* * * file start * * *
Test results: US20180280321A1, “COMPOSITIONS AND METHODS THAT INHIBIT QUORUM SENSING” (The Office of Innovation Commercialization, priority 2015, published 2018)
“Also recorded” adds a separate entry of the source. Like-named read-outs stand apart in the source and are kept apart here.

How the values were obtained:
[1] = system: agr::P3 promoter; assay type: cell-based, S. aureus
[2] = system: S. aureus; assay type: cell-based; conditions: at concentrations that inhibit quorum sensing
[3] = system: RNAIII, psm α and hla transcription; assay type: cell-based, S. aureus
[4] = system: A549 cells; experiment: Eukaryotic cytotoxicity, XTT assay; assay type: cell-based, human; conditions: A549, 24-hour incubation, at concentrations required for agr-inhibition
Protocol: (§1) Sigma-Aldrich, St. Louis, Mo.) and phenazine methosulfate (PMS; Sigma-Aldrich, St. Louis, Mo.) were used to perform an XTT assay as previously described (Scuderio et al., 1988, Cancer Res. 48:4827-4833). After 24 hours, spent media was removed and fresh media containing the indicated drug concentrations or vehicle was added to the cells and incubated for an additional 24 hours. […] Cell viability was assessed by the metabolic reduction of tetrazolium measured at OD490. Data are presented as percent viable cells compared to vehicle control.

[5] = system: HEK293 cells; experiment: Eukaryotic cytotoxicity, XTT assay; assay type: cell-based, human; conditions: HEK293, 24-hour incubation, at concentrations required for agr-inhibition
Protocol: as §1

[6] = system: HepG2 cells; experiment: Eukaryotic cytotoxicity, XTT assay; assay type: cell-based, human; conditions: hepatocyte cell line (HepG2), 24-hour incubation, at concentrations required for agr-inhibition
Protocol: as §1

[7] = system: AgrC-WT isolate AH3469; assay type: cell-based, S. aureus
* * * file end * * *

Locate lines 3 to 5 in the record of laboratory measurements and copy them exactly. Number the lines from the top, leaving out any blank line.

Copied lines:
How the values were obtained:
[1] = system: agr::P3 promoter; assay type: cell-based, S. aureus
[2] = system: S. aureus; assay type: cell-based; conditions: at concentrations that inhibit quorum sensing